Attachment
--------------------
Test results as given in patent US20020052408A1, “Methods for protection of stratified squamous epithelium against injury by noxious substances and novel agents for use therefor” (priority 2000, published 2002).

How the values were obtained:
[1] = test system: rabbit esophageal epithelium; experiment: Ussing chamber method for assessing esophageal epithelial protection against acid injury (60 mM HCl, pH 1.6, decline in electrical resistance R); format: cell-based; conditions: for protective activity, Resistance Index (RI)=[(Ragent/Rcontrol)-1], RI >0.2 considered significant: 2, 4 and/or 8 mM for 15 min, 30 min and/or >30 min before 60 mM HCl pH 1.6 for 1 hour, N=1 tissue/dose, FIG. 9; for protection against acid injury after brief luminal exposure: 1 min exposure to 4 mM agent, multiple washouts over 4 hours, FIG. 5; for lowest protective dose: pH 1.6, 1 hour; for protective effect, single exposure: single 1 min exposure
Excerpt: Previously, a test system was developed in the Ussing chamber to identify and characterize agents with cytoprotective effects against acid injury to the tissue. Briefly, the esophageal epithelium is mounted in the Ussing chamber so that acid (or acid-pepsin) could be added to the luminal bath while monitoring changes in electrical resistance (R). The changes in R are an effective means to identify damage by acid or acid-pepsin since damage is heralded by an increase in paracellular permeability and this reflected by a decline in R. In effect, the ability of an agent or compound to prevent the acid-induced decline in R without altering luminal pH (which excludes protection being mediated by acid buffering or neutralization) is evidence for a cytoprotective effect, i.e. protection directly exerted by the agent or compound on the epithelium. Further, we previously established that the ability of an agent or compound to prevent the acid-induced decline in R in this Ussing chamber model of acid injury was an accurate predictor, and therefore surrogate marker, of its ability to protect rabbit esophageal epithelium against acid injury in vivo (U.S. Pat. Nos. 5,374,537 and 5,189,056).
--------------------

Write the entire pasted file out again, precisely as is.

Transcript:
Test results as given in patent US20020052408A1, “Methods for protection of stratified squamous epithelium against injury by noxious substances and novel agents for use therefor” (priority 2000, published 2002).

How the values were obtained:
[1] = test system: rabbit esophageal epithelium; experiment: Ussing chamber method for assessing esophageal epithelial protection against acid injury (60 mM HCl, pH 1.6, decline in electrical resistance R); format: cell-based; conditions: for protective activity, Resistance Index (RI)=[(Ragent/Rcontrol)-1], RI >0.2 considered significant: 2, 4 and/or 8 mM for 15 min, 30 min and/or >30 min before 60 mM HCl pH 1.6 for 1 hour, N=1 tissue/dose, FIG. 9; for protection against acid injury after brief luminal exposure: 1 min exposure to 4 mM agent, multiple washouts over 4 hours, FIG. 5; for lowest protective dose: pH 1.6, 1 hour; for protective effect, single exposure: single 1 min exposure
Excerpt: Previously, a test system was developed in the Ussing chamber to identify and characterize agents with cytoprotective effects against acid injury to the tissue. Briefly, the esophageal epithelium is mounted in the Ussing chamber so that acid (or acid-pepsin) could be added to the luminal bath while monitoring changes in electrical resistance (R). The changes in R are an effective means to identify damage by acid or acid-pepsin since damage is heralded by an increase in paracellular permeability and this reflected by a decline in R. In effect, the ability of an agent or compound to prevent the acid-induced decline in R without altering luminal pH (which excludes protection being mediated by acid buffering or neutralization) is evidence for a cytoprotective effect, i.e. protection directly exerted by the agent or compound on the epithelium. Further, we previously established that the ability of an agent or compound to prevent the acid-induced decline in R in this Ussing chamber model of acid injury was an accurate predictor, and therefore surrogate marker, of its ability to protect rabbit esophageal epithelium against acid injury in vivo (U.S. Pat. Nos. 5,374,537 and 5,189,056).